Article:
The Business of FoodTech: Eating Our Own Tail

Such buzz these days about Food Tech –  how mobile devices and delivery platforms and farming drones and food hubs will redefine how we eat, how we shop, how we farm and how we determine where to go to get our information about the food system…. It’s a lot of buzz.

Smarter professionals than me, focused exclusively on the comings and goings of the food technology universe will tell you we are in an unprecedented time of transition – led in large part by the application of technologies to redefine what we know about food.  These professionals are right.  We are all well served to follow and engage with the likes of Brita Rosenheim (@Baconista), Danielle Gould (@dhgisme, @foodtechconnect), Nina Meyers (@nina_meijers, @foodtechconnect), and Danielle Nierenberg (@DaniNierenberg, @Food_Tank) who make it a mission to stop and absorb the happenings in new world of Food Technology – and share them with us.

With over 20 years in high tech enterprise software, most of which has been focused on High Tech Supply Chain, I can tell you that technology – more specifically software – is only as good as the human beings using it.  Technology is simply a tool for addressing questions.   This, of course, means that food technology and the sector that seemingly has sprung up with a vengeance around us in the past five years, is only as good as the humans asking the questions they seek answers to.   I would further argue that the humans asking the questions they seek answers to are only as good as the very questions they are asking.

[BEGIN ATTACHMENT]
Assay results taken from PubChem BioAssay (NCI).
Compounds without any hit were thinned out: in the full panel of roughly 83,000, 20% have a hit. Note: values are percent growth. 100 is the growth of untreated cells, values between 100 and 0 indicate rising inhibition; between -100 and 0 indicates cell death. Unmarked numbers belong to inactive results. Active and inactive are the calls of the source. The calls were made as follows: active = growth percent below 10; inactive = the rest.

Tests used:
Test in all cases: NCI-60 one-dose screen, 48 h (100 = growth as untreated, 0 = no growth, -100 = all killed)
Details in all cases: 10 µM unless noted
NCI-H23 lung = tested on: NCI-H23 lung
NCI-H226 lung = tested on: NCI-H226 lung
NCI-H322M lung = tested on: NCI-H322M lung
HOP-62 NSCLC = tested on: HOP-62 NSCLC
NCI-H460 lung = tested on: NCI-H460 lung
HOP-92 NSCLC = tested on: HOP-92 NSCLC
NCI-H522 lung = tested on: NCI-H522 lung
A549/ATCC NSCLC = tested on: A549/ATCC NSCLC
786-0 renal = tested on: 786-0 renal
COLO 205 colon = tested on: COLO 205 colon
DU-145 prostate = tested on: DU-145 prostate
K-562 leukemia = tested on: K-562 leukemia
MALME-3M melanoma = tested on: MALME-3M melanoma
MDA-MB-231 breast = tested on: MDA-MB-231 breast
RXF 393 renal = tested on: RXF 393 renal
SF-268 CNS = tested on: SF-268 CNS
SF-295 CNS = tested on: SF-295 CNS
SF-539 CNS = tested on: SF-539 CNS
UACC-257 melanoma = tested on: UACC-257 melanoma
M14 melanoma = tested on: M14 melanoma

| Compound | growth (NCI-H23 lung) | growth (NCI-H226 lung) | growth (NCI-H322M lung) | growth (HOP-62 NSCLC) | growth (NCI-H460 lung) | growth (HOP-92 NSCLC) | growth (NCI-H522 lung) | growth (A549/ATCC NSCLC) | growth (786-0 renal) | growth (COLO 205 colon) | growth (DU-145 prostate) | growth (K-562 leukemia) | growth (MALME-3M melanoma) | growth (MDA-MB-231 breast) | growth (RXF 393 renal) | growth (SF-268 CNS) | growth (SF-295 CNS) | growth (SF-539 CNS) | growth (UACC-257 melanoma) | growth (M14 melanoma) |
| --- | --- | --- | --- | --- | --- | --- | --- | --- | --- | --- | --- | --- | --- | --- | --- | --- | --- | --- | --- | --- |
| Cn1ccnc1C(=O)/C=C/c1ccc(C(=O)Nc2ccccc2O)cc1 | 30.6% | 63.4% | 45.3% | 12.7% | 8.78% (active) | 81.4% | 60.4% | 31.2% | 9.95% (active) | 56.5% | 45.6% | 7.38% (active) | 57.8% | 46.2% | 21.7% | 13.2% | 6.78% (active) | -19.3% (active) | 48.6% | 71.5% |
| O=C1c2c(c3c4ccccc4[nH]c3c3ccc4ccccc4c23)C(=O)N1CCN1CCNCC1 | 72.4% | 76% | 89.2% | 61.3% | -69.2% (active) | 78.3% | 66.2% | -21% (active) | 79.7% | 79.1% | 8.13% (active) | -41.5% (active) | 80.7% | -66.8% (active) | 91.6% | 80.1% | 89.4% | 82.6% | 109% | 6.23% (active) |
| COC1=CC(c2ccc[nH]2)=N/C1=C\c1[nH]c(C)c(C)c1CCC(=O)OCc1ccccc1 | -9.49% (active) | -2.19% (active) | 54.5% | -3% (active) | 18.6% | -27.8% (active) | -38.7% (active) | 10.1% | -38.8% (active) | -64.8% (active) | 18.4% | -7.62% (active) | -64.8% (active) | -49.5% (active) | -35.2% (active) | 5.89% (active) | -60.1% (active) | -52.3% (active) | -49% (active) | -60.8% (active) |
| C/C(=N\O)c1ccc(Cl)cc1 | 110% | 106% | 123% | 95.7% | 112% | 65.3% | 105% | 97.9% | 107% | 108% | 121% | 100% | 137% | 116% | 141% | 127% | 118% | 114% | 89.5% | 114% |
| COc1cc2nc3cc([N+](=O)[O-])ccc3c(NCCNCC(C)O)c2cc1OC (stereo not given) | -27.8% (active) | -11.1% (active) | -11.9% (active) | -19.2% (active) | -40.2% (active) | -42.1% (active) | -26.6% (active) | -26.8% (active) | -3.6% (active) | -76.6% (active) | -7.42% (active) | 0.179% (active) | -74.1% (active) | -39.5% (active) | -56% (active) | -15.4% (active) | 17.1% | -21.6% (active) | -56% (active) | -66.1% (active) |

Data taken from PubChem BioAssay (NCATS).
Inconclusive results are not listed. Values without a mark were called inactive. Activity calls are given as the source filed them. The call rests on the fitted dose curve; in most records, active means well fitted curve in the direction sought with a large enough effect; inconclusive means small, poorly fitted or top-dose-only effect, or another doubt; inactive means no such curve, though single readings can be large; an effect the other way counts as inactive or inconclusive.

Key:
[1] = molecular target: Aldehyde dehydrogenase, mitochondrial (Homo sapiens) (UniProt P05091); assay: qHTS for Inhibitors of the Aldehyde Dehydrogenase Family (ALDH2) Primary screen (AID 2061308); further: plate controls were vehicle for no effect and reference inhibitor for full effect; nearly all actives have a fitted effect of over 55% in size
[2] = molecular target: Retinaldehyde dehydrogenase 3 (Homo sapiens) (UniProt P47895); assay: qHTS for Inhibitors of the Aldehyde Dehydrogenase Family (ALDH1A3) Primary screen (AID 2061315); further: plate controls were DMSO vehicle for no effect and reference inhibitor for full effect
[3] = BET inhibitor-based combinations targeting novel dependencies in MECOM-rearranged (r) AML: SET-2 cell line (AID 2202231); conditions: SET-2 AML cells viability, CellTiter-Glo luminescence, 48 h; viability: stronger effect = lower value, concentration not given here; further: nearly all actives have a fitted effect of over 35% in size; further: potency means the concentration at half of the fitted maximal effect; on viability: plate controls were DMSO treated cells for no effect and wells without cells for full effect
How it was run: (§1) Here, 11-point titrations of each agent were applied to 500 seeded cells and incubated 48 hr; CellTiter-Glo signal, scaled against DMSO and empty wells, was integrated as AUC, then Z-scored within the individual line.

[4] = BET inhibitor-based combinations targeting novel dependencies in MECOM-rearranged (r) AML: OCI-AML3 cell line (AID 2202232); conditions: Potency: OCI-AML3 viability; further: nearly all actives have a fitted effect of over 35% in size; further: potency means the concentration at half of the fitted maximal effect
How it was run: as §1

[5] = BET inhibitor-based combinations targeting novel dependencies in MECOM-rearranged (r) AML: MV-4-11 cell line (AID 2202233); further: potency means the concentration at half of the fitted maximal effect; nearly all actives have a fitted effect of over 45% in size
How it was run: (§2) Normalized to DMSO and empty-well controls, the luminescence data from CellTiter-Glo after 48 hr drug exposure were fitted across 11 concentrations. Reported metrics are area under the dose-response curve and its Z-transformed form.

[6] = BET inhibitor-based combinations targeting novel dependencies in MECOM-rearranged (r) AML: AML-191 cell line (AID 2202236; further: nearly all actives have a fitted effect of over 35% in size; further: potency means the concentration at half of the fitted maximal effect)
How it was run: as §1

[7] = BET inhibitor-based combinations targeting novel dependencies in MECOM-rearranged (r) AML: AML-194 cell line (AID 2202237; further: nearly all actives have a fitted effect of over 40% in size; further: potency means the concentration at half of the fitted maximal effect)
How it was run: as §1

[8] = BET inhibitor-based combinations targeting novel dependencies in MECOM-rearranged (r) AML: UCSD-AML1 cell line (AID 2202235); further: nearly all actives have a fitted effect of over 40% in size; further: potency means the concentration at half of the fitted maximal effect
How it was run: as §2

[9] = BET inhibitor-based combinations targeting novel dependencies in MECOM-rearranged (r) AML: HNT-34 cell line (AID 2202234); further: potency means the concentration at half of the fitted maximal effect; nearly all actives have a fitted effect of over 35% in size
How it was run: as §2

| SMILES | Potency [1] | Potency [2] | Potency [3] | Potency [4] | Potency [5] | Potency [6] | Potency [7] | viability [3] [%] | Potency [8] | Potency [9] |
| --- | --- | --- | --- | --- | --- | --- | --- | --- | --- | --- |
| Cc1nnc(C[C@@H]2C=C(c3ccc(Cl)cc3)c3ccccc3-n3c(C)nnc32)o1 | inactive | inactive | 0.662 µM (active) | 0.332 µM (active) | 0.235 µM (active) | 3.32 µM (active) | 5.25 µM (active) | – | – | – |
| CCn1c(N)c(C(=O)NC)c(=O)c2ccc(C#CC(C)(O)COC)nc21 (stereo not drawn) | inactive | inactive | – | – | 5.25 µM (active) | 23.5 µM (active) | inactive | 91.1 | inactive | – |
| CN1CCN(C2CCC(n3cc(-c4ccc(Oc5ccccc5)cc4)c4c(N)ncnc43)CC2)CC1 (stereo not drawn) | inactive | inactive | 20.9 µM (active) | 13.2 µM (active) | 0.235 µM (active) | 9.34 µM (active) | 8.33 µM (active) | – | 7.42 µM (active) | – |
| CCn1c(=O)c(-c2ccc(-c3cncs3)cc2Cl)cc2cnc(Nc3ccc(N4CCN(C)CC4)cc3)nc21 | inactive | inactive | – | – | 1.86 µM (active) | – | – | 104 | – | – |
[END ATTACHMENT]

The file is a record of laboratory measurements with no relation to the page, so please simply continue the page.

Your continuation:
Can I get take-out delivered to my home while sitting on my couch, using my two thumbs on my mobile device?  Can vegetables grow upright, in a box, underground, on my counter in my kitchen?  Can I order my morning coffee from the back of the line and have it waiting for me when I reach the counter?  Are the drones flying overhead at industrial farms creating a perception that being a farmer is a profitable and viable career?   Can I pay for my meal by tapping a screen anchored to my table, to avoid waiting for the waitress to bring me the check?  Do eggs developed in a lab make my mayonnaise healthier?

I took a class in college called “War and Technology”.  This class had a cyclical mission – to explore how our human desire for war through the ages shaped the evolution of military technology – and how the evolution of military technology shaped our human desire to go to war.  It’s Ouroboros – or as Wikipedia puts it, “The Ouroboros often symbolizes  introspection, or cyclicality, especially in the sense of something constantly re-creating itself, the eternal return, and other things such as the Phoenix which operate in cycles that begin anew as soon as they end.”  The snake ate its tail for me for the first semester of my sophomore year, while I sat in silent horror at the nature of human existence.

Is the food technology space a novelty?  A harbinger?  An adaptation?  This space is as frustrating to me as it is fanciful.  I can only conclude that today’s state may very well be a wake-up call for us to see that we are eating our tails.  A call to stop looking at new food technology as leading “fundamental change” in this food system only to perpetuate the commercialization of said technology until something newer and shinier comes along.  Can we, as consumers, as technologists, as thought-leaders, as producers, as shepherds of the earth, begin to evaluate how we are leading the evolution of the technology and begin to ask better questions?

What say you, FoodieData thinkers?  What questions have you been asking?

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